Families join with the Georgia Cancer Center to bring the fight to cancer

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Registration for the 2019 Unite in the Fight Against Cancer walk is open now.

While some cancers have higher survival rates, it doesn’t mean those cancers are “good cancers.”

This is the message Jodie Hammerberg is spreading as she “drops the hammer” on all cancers and joins with the Georgia Cancer Center to raise money for cancer research and patient care.

For Hammerberg, the cancer her family has faced is thyroid cancer.

“When someone finds out they have thyroid cancer, it is often diminished ever so slightly by even the most well-intentioned family members and/or friends,” Hammerberg said. “But at the end of the day, it is still cancer — cancer that wreaks havoc on your life, cancer that wreaks havoc on your body, cancer that wreaks havoc on your emotional well-being.”

Hammerberg created “Team Hammerberg — Drop the Hammer on Cancer” for the 2019 Unite in the Fight Against Cancer fundraising walk. The team is her way to honor her husband, Larry Hammerberg, and his sister, Amie Hammerberg Trent.

Larry was diagnosed with thyroid cancer when he was 32. For Amie, the diagnosis came at age 39. According to Hammerberg, both had to go through testing for months, including biopsies and scans. In the end, both had to have surgery, with Amie undergoing additional procedures because the cancer metastasized to her lymph nodes.

“From the outside, aside from a few scars that most people would miss, Larry and Amie look well,” Hammerberg said. “But the fact remains: they are survivors. They survived cancer. And while it isn’t always easy, they continue to survive cancer every day.”

This is the second year Augusta University and the Georgia Cancer Center will host Unite in the Fight. The event, which is scheduled for Saturday, Nov. 9, was created for the community to honor survivors and those who lost their lives to cancer. While many people are familiar with October being Breast Cancer Awareness Month, there are more than 25 different forms of cancer, and the Georgia Cancer Center has specialists ready to treat almost all of them.

Participants can register for the 1.5-mile walk as an individual or create a team with family and friends. Individuals and teams will determine a fundraising goal, with money raised going to support patient care and cancer research projects at the Georgia Cancer Center. Walkers will also have the opportunity to purchase an official Unite in the Fight Against Cancer T-shirt in the color representing their cancer’s awareness ribbon.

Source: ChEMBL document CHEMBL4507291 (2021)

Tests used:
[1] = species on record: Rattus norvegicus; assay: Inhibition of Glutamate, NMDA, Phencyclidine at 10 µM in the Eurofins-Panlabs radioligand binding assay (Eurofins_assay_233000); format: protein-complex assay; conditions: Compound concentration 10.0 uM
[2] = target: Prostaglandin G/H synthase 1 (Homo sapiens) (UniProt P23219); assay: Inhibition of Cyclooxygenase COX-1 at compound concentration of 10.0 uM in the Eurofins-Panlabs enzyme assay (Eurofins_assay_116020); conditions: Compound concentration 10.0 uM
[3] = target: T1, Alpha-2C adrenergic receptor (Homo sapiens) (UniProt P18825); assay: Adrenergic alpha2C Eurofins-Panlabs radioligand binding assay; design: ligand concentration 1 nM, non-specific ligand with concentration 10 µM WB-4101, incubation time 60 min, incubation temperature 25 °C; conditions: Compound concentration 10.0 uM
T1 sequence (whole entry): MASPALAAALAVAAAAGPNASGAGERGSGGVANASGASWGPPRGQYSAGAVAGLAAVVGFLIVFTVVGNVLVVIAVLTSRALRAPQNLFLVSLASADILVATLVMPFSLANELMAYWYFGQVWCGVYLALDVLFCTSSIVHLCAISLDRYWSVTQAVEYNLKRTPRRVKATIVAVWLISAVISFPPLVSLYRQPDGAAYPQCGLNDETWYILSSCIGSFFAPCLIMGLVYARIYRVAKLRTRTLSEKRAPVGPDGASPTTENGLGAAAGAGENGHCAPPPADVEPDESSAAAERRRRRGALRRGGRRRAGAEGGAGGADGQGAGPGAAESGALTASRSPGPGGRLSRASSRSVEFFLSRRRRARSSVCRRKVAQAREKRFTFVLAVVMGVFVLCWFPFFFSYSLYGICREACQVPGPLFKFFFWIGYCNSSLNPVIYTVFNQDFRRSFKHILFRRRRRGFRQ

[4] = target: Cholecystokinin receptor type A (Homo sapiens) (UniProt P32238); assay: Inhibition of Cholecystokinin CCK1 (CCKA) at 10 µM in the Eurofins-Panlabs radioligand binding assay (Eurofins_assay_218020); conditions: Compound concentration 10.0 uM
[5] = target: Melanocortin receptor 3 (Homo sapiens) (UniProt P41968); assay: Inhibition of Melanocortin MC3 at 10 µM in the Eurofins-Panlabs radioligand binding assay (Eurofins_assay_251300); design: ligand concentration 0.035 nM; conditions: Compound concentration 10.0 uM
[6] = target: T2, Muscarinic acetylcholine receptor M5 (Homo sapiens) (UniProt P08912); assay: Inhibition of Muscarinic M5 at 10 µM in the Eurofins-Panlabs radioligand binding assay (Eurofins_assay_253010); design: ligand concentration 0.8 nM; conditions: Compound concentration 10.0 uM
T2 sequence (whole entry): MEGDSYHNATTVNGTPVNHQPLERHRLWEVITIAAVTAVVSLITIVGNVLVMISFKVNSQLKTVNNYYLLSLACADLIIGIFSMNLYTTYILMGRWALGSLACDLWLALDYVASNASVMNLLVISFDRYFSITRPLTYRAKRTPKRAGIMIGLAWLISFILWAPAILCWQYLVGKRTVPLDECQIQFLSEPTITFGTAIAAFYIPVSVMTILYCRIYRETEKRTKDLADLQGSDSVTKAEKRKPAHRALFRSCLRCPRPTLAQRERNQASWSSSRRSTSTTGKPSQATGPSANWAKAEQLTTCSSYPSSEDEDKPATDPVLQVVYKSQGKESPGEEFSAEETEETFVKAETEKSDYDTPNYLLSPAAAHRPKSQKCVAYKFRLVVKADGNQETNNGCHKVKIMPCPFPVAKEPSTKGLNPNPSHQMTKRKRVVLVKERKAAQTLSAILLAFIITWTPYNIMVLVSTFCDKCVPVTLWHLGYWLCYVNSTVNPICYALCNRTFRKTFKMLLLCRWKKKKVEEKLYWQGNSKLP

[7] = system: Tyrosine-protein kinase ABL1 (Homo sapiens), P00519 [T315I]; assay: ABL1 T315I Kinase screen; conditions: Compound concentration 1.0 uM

“We will be wearing the thyroid cancer awareness colors, teal/pink/blue,” Hammerberg said. “Together, we can drop the hammer on cancer!”

As part of this year’s Unite in the Fight celebration, the Georgia Cancer Center is bringing the event to patients currently receiving in-patient treatment at Augusta University Medical Center. Please, show your support for the inaugural Unite in the Fight .25K being held at 2 p.m. Friday, Nov. 1. Patients and their families will walk throughout the south, north and west wings of the fifth floor of the Augusta University Medical Center, and employees are asked to line the halls and cheer them on as they walk by.

There is still time to also register for the Unite in the Fight Against Cancer walk happening Nov.9 or make a donation to support our cancer patients. There is no fee to register. Once you sign up, invite your family members, friends, etc. to join your team. For more information, call 706-721-5751. We can’t wait to see all cancer represented on Nov. 9.

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Written by
Chris Curry

Chris Curry is the Communications Coordinator for the Georgia Cancer Center at Augusta University. Contact him to schedule an interview on this topic or with one of our experts at 706-799-8841 or chrcurry@augusta.edu.

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Written by Chris Curry

Jagwire is your source for news and stories from Augusta University. Daily updates highlight the many ways students, faculty, staff, researchers and clinicians "bring their A games" in classrooms and clinics on four campuses in Augusta and locations across the state of Georgia.

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